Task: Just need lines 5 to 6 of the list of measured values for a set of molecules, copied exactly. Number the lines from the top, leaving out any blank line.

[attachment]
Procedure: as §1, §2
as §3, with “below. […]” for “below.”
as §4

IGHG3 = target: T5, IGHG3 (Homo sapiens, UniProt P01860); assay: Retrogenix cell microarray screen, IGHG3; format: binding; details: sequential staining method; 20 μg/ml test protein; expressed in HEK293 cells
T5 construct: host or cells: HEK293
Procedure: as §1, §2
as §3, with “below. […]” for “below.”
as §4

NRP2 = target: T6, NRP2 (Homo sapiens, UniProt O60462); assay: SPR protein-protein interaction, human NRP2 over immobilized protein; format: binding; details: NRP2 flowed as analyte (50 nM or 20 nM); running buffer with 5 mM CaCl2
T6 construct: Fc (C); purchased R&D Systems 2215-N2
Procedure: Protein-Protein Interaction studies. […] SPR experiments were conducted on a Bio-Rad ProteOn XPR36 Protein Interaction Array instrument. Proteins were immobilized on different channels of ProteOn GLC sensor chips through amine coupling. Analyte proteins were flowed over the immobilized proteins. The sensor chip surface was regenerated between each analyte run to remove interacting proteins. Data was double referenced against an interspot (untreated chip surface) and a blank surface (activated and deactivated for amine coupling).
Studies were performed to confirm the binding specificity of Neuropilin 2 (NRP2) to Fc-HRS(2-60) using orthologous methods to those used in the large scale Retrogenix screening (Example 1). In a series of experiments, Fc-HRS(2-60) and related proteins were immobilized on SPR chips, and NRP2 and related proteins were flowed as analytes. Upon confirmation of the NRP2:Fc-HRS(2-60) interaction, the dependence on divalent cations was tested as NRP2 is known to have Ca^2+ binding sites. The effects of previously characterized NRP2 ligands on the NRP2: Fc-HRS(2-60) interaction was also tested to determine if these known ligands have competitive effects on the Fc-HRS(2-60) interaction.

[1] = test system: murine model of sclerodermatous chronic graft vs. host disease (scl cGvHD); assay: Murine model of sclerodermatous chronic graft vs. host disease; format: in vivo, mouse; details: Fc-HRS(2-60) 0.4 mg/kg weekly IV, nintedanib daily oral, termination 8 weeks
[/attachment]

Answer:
T5 construct: host or cells: HEK293
Procedure: as §1, §2